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34 results for Environmental education
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Record #:
1550
Author(s):
Abstract:
The Pamlico-Tar River Foundation is attempting to establish a permanent educational center to teach regional residents about area natural resource issues. A proposed site in Washington, NC, has been tentatively selected and fund raising has begun.
Source:
Currents (NoCar TD 171.3 P3 P35x), Vol. 12 Issue 2, Winter 1993, p1, por
Record #:
3412
Author(s):
Abstract:
The Fox Creek Nature Lab, a fifty-two acre outdoor learning project in Louisburg, Franklin County, features a trail with learning stations on water quality, living wetlands, wildlife enhancement, and forestry management.
Source:
Southern City (NoCar Oversize JS 39 S6), Vol. 47 Issue 8, Aug 1997, p6-7, il
Record #:
3497
Author(s):
Abstract:
The Haw River Festival stresses kindness toward the environment. The three-week festival, with sites near Greensboro, Saxapahaw, and Bynum, teaches people about river lore and ecology, as well as manmade problems that threaten it, like mill dyes.
Source:
Independent Weekly (NoCar Oversize AP 2 .I57 [volumes 13 - 23 on microfilm]), Vol. 15 Issue 21, May 1997, p11,13-14, il Periodical Website
Record #:
5078
Author(s):
Abstract:
Sid Baynes has retired from the North Carolina Wildlife Resources Commission after 31 years of service. Baynes, a North Carolina State University graduate, began his career as a wildlife biologist. In 1976, he was named chief of the Division of Conservation Education.
Record #:
5228
Author(s):
Abstract:
The Highlands Biological Station was founded in 1927 and is part of the University of North Carolina system. The station includes a botanical garden, nature center, research facilities, and public programs. The center focuses on interpreting the natural and cultural heritage of the Southern Appalachians.
Source:
Full Text:
Record #:
12287
Author(s):
Abstract:
The Highlands Biological Station was founded in 1927 and is part of the University of North Carolina. The center focuses on interpreting the natural and cultural heritage of the Southern Appalachians. Since 1946, Dr. Thelma Howell has directed the work of the station. She will retire in the fall of 1971. Styron describes the station's accomplishments under her direction.
Source:
The State (NoCar F 251 S77), Vol. 39 Issue 7, Sept 1971, p1321, por
Full Text:
Record #:
25090
Author(s):
Abstract:
Educating students on the environment is important. NC State University conducted a study to determine if sending students outside to learn in the field would provide a better understanding of how the environment changes.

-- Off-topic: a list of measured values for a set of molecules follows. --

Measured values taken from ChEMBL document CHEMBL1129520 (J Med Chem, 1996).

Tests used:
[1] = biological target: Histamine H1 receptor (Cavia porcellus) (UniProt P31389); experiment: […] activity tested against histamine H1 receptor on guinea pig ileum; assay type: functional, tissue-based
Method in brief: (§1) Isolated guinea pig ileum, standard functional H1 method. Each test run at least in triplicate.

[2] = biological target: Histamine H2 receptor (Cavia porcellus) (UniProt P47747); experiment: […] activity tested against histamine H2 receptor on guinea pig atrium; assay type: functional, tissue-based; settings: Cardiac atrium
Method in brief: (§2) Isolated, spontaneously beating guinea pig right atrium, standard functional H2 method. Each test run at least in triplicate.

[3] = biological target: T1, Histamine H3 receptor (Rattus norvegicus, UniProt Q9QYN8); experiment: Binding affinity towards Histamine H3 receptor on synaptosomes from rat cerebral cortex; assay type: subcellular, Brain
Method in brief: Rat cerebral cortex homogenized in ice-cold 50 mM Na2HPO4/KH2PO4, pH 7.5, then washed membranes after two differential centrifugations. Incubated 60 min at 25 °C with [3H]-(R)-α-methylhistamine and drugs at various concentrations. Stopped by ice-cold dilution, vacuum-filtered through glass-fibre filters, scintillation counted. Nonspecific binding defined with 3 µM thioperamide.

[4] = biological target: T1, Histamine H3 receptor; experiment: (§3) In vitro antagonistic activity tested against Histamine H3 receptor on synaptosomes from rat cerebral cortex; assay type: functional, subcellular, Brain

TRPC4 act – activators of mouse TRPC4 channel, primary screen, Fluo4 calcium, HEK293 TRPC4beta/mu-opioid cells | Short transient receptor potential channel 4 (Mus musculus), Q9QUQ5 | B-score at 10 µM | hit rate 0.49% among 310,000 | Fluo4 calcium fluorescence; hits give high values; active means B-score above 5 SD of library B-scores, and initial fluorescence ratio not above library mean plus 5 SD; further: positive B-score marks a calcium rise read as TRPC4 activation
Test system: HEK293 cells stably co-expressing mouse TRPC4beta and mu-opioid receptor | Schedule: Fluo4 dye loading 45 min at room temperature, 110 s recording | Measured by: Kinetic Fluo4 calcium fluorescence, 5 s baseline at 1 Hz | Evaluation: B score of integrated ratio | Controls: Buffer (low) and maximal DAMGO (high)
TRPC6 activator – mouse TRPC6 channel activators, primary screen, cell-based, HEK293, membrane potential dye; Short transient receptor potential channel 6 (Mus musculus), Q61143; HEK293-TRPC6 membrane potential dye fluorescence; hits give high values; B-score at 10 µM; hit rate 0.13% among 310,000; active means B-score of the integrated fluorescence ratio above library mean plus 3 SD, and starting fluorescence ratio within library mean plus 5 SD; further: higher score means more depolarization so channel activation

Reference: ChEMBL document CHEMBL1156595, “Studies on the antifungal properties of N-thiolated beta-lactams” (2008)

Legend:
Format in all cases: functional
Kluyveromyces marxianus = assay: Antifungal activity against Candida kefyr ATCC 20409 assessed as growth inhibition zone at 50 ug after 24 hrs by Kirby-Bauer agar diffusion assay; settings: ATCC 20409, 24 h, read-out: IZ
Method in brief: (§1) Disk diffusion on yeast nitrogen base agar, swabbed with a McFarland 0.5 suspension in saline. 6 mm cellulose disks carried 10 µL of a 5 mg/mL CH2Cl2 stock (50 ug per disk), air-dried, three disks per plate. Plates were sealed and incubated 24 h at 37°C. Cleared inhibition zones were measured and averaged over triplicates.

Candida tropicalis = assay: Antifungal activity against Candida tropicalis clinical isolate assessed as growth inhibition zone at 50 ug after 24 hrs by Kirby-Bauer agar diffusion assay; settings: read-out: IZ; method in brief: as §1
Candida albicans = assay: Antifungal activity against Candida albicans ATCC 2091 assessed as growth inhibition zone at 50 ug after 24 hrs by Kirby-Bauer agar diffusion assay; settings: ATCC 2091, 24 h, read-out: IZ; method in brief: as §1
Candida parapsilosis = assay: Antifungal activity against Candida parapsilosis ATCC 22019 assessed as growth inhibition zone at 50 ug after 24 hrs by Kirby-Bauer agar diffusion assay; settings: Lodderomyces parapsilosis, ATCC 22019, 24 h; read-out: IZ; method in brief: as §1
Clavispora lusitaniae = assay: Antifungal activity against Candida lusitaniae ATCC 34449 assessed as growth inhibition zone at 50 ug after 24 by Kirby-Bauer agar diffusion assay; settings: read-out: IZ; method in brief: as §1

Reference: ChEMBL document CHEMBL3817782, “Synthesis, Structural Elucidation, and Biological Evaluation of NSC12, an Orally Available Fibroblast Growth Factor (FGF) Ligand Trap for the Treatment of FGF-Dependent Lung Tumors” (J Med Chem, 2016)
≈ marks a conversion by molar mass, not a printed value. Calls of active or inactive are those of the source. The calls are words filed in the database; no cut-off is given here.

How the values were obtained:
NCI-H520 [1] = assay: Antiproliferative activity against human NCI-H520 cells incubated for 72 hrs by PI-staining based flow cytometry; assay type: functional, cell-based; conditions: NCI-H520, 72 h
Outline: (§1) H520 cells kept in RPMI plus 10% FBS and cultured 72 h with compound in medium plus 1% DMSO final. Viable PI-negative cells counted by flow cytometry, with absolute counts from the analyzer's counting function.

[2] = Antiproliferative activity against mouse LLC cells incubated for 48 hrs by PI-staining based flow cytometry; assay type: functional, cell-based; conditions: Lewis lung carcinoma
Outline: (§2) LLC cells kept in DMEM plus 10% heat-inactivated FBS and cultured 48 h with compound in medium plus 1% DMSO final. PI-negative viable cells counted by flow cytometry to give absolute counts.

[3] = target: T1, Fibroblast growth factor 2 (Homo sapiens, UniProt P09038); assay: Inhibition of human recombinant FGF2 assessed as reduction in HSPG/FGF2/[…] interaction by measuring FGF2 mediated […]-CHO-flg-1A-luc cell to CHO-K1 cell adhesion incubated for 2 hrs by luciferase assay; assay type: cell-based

Source:
Coastwatch (NoCar QH 91 A1 N62x), Vol. Issue 4, Autumn 2013, p24-27, por Periodical Website
Record #:
25171
Author(s):
Abstract:
Whether we choose to accept it or not, the human race is quickly reaching its carrying capacity. What happens when we do is the real problem.
Source:
Currents (NoCar TD 171.3 P3 P35x), Vol. 7 Issue 2, Winter 1988, p4
Record #:
25203
Author(s):
Abstract:
Beaufort County has a plan for a new Estuarine Education Center. The plan so far has raised quite a bit of money and is supported among members of the community as well.
Source:
Currents (NoCar TD 171.3 P3 P35x), Vol. 12 Issue 4, Summer 1993, p6
Record #:
25207
Author(s):
Abstract:
There has long been a debate about dominion versus stewardship when it comes to man’s creation. Some churches are now using that debate to talk about man’s responsibility to the environment.
Source:
Currents (NoCar TD 171.3 P3 P35x), Vol. 13 Issue 1, Fall 1993, p5, il
Record #:
25229
Author(s):
Abstract:
Jim Stephenson discusses all the great opportunities the Pamlico-Tar River Foundation has had in a year of him being director of the organization.
Source:
Currents (NoCar TD 171.3 P3 P35x), Vol. 18 Issue 1, Fall 1998, p2, por
Record #:
25246
Author(s):
Abstract:
The Student Outreach Series has educated 2nd, 5th, 8th, and 12th graders on environmental issues in a way they can understand and one that will, hopefully, get them more involved in protecting the environment.
Source:
Currents (NoCar TD 171.3 P3 P35x), Vol. 20 Issue 3, Summer 2001, p5, por
Record #:
26366
Author(s):
Abstract:
Staff of the North Carolina Wildlife Federation traveled around the state to promote wildlife conservation, introduce habitat enhancement projects, and help people become involved in nature.
Source:
Friend of Wildlife (NoCar Oversize SK 431 F74x), Vol. 51 Issue 1, Spring/Summer 2003, p3, il
Record #:
26507
Abstract:
For this year’s Earth Day, the North Carolina Wildlife Federation is joining other environmental groups to plan a number of citizen outreach programs. They are promoting daily activities that can lessen human impact on the environment.
Source:
Friend of Wildlife (NoCar Oversize SK 431 F74x), Vol. 37 Issue 1, Jan/Feb 1990, p9, il
Record #:
26526
Author(s):
Abstract:
The importance of education is a cornerstone of the North Carolina Wildlife Federation philosophy. The Federation is looking at the environment in a much broader context than it has in the past, and is working to educate people how environmental issues affect what they like to do.
Source:
Friend of Wildlife (NoCar Oversize SK 431 F74x), Vol. 37 Issue 3, May/June 1990, p8-11, il, por